California’s population has stalled at 39 million people as the state’s growth rate slows because of more people leaving the state for other parts of the country.
An estimate released Friday, Dec. 20, showed California added 141,300 people from July 1, 2018, to July 1, 2019, bringing its total population to 39.96 million by July 1.
Adding births and subtracting deaths, California added more than 180,000 people for the 12 months ending July 1. But more people left the state, resulting in a net migration loss of 39,500 people. State officials said it’s the first time since the 2010 census that California had more people leave than it had move in.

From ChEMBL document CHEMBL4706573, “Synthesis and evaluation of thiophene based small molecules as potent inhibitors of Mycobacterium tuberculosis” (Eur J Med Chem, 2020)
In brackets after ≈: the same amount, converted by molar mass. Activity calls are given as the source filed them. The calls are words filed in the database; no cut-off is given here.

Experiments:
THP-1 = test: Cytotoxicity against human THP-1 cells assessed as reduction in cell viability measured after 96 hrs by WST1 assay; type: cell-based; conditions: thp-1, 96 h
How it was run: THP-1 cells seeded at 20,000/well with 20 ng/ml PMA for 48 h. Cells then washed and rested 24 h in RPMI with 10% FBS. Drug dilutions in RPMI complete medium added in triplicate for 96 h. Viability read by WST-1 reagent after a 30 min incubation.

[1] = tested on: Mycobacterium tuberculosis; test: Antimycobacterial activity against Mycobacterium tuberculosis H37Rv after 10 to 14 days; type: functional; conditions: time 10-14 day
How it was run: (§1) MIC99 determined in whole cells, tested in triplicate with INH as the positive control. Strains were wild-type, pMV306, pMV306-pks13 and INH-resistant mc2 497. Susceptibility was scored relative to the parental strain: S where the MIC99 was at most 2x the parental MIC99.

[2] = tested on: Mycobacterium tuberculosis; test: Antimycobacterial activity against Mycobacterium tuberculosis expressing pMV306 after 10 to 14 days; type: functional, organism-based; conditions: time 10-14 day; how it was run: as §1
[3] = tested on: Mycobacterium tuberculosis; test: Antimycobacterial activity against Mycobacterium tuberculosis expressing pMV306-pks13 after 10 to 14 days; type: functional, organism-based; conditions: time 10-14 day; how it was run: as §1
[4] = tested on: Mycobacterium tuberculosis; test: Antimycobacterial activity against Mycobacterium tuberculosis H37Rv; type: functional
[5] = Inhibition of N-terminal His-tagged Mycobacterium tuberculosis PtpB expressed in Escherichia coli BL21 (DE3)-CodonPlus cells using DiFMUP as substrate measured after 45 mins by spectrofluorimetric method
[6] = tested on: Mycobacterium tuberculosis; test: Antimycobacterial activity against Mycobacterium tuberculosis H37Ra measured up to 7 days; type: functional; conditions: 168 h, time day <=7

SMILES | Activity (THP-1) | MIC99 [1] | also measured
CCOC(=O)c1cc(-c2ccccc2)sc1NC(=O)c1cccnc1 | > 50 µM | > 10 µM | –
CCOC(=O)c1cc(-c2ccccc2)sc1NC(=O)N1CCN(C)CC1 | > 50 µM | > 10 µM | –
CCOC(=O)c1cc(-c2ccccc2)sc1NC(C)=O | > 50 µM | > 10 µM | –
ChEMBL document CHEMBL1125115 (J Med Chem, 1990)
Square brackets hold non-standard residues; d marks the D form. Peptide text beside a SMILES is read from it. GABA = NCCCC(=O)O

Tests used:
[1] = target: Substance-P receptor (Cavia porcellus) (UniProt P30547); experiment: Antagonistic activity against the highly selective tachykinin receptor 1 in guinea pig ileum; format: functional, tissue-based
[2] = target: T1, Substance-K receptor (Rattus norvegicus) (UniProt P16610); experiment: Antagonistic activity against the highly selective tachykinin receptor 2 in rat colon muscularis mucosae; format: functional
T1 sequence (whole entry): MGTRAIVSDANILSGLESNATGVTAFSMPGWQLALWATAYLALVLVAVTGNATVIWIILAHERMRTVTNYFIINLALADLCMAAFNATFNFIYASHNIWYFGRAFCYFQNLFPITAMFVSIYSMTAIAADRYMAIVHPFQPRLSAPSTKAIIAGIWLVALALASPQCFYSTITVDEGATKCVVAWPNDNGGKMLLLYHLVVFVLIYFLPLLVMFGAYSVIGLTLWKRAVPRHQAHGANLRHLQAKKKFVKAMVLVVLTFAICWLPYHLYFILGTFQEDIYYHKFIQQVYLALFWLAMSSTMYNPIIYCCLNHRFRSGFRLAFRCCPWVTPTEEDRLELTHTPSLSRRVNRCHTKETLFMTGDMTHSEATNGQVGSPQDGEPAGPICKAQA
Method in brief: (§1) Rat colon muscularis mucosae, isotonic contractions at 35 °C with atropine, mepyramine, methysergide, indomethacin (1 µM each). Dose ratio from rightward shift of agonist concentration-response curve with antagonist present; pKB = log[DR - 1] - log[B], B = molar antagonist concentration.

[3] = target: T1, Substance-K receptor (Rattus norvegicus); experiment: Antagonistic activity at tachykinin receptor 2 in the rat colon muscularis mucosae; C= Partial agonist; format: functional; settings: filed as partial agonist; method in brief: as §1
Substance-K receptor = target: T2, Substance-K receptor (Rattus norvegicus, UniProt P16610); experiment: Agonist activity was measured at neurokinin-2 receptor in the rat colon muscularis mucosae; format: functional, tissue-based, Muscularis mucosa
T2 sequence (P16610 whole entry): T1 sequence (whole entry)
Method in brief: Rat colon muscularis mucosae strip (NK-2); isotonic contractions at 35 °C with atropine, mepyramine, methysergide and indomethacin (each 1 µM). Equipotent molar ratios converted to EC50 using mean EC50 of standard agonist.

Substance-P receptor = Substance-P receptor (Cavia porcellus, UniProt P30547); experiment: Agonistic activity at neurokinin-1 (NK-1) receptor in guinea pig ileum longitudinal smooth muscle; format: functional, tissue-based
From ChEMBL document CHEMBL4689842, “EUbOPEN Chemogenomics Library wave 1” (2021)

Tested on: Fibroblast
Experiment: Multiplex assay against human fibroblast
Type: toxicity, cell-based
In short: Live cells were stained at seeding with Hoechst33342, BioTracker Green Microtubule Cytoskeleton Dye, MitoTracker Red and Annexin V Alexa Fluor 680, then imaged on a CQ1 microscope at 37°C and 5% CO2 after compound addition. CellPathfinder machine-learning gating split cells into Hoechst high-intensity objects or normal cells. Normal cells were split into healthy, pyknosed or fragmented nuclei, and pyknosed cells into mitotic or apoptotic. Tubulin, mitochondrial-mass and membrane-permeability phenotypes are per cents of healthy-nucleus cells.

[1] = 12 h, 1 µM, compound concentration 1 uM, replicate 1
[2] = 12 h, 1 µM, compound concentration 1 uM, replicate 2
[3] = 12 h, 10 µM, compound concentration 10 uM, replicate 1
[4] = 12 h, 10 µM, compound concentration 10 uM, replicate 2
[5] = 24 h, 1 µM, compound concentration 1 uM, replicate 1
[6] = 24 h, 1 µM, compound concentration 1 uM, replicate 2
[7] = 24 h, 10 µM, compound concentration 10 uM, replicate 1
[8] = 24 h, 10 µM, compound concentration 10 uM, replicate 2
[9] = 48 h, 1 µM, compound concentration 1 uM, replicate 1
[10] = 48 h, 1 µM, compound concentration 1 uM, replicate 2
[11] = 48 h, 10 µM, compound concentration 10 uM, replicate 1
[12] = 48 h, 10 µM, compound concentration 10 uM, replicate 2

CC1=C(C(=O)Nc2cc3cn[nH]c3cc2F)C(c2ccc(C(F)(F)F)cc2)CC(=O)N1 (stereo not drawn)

California’s population nearly tripled in the last half of the 20th century and is now the world’s fifth-largest economy. It remains by far the most populous state in the country, with second-place Texas still shy of 30 million people.
Yet the state’s growth has leveled off. Its 0.35% growth rate for the 12 months ending July 1 is down from a 0.57% rate for the previous 12 months, the two slowest growth rates in recorded history.
State officials blamed the declining growth rate on an aging population combined with lower migration from foreign countries and more people leaving the state.
Still, official state estimates predict California will hit 50 million people by 2055, predicting the state will join Japan and European countries as having more deaths than births.